May 23, 2014

Tell Congress Americans deserve degrees, not debt

NEA’s newly launched Degrees Not Debt campaign aims to push lawmakers to reduce student debt, give students a fair shot at a college education, and make it affordable for all Americans, regardless of family income. The goal is educational equity for all—making sure students can get the education they need to get a good job, own a home, and eventually send their own children to college. In the next couple weeks, the Senate is expected to vote on the Students Emergency Loan Refinancing Act, which would allow students who took out loans before July 1, 2013, to refinance and pay the same low rates as new borrowers. To raise your voice in support of these goals, take the NEA Degrees Not Debt pledge.

TAKE ACTION TODAY! Tell Congress Americans deserve degrees, not debt.

Urge the House to take action on immigration reform—now!

Eleven months after the Senate passed a comprehensive immigration reform bill with broad bipartisan support, the House still has not taken up the NEA-supported Border Security, Economic Opportunity, and Immigration Modernization Act (H.R. 15). Modeled closely after the Senate bill, H.R. 15 would provide a realistic pathway to citizenship for aspiring Americans, an expedited pathway to citizenship for students brought to this country as children, and preserve the unity of families, traditional and nontraditional.

TAKE ACTION TODAY! Tell the House to take action on immigration reform now.

Compromise reached on long overdue reauthorization of WIA

The Workforce Innovation and Opportunity Act, a bipartisan compromise on the long overdue reauthorization of the Workforce Investment Act, was unveiled this week and could soon be passed by both the House and the Senate. NEA is still analyzing the bill, but is encouraged by several provisions—among them, maintaining labor representation on workforce boards and key funding streams, providing work-based learning opportunities for youth, and ensuring federal programs that partner with the workforce system can still meet their primary obligations. Further details will be provided in future issues of the Education Insider.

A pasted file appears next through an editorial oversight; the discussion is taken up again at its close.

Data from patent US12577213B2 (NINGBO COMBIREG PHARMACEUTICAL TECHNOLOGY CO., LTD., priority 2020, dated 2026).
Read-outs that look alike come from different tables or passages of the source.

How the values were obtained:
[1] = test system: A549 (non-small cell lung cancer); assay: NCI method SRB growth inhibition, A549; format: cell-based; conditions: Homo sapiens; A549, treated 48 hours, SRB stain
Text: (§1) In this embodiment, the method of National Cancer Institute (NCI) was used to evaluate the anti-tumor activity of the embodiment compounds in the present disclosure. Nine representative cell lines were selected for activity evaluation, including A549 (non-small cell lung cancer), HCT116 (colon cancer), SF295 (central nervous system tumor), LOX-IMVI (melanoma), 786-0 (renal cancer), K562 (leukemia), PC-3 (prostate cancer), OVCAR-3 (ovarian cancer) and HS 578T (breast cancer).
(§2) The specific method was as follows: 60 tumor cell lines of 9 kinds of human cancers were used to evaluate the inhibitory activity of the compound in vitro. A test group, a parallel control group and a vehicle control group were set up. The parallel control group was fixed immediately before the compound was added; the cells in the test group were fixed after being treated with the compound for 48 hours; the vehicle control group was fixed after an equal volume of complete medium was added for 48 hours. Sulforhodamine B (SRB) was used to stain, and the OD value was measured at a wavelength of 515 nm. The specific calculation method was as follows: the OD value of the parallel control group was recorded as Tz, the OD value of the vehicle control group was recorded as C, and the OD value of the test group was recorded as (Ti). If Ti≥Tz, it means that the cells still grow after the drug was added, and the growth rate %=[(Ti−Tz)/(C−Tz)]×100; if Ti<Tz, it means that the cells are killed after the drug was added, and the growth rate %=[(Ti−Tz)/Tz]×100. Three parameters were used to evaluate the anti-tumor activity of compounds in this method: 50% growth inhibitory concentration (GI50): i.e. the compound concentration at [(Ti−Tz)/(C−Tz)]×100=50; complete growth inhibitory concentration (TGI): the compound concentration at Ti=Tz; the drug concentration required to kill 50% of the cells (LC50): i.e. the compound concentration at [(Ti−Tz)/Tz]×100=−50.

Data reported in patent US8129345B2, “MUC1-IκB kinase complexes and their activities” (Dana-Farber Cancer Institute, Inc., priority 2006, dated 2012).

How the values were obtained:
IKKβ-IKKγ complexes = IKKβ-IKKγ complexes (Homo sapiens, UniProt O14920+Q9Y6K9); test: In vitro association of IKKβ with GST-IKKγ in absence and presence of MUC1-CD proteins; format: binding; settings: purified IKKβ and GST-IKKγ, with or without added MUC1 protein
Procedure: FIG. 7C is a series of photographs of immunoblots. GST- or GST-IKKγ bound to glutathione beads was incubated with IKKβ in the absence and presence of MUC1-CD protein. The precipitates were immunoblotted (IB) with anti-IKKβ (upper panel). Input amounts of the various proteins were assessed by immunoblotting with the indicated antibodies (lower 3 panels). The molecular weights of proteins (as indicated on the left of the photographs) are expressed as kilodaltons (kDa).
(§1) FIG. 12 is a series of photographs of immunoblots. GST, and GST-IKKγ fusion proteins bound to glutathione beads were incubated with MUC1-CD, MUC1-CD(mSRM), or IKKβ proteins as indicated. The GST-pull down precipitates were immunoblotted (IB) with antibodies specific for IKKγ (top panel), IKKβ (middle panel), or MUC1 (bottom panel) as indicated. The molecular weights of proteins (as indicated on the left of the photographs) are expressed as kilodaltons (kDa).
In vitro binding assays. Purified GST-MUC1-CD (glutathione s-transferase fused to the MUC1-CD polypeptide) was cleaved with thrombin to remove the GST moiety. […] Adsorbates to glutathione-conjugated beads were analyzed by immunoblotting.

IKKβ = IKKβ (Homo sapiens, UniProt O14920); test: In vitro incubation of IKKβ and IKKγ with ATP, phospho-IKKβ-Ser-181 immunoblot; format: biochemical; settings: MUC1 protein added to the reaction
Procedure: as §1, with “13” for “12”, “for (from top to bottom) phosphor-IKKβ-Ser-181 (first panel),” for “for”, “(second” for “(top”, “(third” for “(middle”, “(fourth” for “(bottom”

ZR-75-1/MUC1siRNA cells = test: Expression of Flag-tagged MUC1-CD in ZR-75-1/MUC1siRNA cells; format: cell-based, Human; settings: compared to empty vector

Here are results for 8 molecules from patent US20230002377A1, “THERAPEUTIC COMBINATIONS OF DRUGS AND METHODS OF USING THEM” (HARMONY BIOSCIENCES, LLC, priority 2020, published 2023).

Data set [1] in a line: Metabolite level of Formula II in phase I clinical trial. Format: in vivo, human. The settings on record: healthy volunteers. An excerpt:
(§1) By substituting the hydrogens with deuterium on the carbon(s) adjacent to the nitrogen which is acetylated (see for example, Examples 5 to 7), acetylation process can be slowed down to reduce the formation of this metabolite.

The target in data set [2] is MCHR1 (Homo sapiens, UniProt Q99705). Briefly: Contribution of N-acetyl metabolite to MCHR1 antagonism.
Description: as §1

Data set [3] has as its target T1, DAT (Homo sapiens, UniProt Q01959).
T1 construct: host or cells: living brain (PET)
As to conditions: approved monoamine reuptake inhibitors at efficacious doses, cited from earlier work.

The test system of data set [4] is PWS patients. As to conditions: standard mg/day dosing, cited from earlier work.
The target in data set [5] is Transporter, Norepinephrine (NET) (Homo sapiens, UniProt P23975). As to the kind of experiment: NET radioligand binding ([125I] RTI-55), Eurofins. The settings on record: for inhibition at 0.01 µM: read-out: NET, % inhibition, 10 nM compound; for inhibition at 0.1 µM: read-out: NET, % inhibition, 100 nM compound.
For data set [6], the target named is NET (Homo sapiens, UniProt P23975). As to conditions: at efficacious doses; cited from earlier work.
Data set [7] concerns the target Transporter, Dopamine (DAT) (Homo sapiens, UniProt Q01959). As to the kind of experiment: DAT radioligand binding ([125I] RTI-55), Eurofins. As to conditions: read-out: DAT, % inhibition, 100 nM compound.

Cheers and Jeers

Cheers to:

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Senators Tom Harkin (D-IA), Lamar Alexander (R-TN), Patty Murray (D-WA) and Johnny Isakson (R-GA), and Reps. John Kline (R-MN), George Miller (D-CA), Virginia Foxx (R-NC) and Ruben Hinojosa (R-TX) for negotiating a long-overdue bill to reauthorize the nation’s workforce development system.

Jeers to:

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Senate minority leader Mitch McConnell (R-KY) for touting the so-called “National Right to Work Act,” a bill that would undermine labor unions and their ability to represent members.

May 16, 2014

HELP Committee votes to broaden access to early childhood education

On Wednesday, in party-line votes the Senate Health, Education, Labor, and Pensions (HELP) Committee passed the Strong Start for America’s Children’s Act (S. 1697) and defeated a substitute bill offered as an amendment by Sen. Lamar Alexander (R-TN). The NEA-supported bill would encourage and help states provide high-quality pre-K for children from low- and middle-income families. High-quality pre-K confers lasting benefits—kids who attend are less likely to drop out, repeat grades, need special education, or get in trouble with the law later on. High-quality pre-K also brings enormous economic benefits—programs can pay for themselves in as little as a year and save billions over decades. NEA’s message to Congress is that every child should have access to high-quality pre-K, not just those from families that can afford to pay for it.

TAKE ACTION TODAY! Tell Congress to invest in high-quality pre-K.

Tell Congress Americans deserve degrees, not debt

NEA’s newly launched Degrees Not Debt campaign aims to push lawmakers to reduce student debt, give students a fair shot at a college education, and make it affordable for all Americans, regardless of family income. The goal is educational equity for all—making sure students can get the education they need to get a good job, own a home, and eventually send their own children to college. To raise your voice in support of these goals, take the NEA Degrees Not Debt pledge.

TAKE ACTION TODAY! Tell Congress Americans deserve degrees, not debt.

Senate bogs down again, delays action on tax package with education elements